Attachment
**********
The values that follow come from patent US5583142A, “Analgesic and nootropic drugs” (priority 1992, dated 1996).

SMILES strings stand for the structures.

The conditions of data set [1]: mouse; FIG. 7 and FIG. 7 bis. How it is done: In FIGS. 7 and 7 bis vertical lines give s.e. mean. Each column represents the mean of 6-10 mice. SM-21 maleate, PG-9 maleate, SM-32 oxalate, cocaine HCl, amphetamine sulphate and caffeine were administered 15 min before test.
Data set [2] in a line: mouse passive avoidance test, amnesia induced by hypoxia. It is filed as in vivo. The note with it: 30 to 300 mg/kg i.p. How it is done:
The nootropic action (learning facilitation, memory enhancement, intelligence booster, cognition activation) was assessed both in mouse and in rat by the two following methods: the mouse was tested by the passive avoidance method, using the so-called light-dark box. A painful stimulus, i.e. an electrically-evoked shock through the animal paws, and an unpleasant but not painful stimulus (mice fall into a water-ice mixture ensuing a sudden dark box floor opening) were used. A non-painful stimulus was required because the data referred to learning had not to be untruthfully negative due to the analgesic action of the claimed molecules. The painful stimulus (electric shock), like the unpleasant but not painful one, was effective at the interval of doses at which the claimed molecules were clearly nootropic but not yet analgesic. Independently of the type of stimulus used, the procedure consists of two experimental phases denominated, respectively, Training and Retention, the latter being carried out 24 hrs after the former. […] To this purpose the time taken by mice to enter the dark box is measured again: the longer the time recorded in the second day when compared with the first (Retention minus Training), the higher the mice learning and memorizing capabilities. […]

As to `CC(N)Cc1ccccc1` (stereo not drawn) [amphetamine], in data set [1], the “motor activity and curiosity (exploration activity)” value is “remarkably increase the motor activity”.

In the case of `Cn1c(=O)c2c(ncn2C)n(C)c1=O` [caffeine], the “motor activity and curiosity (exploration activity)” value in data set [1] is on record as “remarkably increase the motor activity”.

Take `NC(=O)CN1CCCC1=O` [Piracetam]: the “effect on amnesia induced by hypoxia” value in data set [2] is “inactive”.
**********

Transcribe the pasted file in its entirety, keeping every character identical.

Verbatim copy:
The values that follow come from patent US5583142A, “Analgesic and nootropic drugs” (priority 1992, dated 1996).

SMILES strings stand for the structures.

The conditions of data set [1]: mouse; FIG. 7 and FIG. 7 bis. How it is done: In FIGS. 7 and 7 bis vertical lines give s.e. mean. Each column represents the mean of 6-10 mice. SM-21 maleate, PG-9 maleate, SM-32 oxalate, cocaine HCl, amphetamine sulphate and caffeine were administered 15 min before test.
Data set [2] in a line: mouse passive avoidance test, amnesia induced by hypoxia. It is filed as in vivo. The note with it: 30 to 300 mg/kg i.p. How it is done:
The nootropic action (learning facilitation, memory enhancement, intelligence booster, cognition activation) was assessed both in mouse and in rat by the two following methods: the mouse was tested by the passive avoidance method, using the so-called light-dark box. A painful stimulus, i.e. an electrically-evoked shock through the animal paws, and an unpleasant but not painful stimulus (mice fall into a water-ice mixture ensuing a sudden dark box floor opening) were used. A non-painful stimulus was required because the data referred to learning had not to be untruthfully negative due to the analgesic action of the claimed molecules. The painful stimulus (electric shock), like the unpleasant but not painful one, was effective at the interval of doses at which the claimed molecules were clearly nootropic but not yet analgesic. Independently of the type of stimulus used, the procedure consists of two experimental phases denominated, respectively, Training and Retention, the latter being carried out 24 hrs after the former. […] To this purpose the time taken by mice to enter the dark box is measured again: the longer the time recorded in the second day when compared with the first (Retention minus Training), the higher the mice learning and memorizing capabilities. […]

As to `CC(N)Cc1ccccc1` (stereo not drawn) [amphetamine], in data set [1], the “motor activity and curiosity (exploration activity)” value is “remarkably increase the motor activity”.

In the case of `Cn1c(=O)c2c(ncn2C)n(C)c1=O` [caffeine], the “motor activity and curiosity (exploration activity)” value in data set [1] is on record as “remarkably increase the motor activity”.

Take `NC(=O)CN1CCCC1=O` [Piracetam]: the “effect on amnesia induced by hypoxia” value in data set [2] is “inactive”.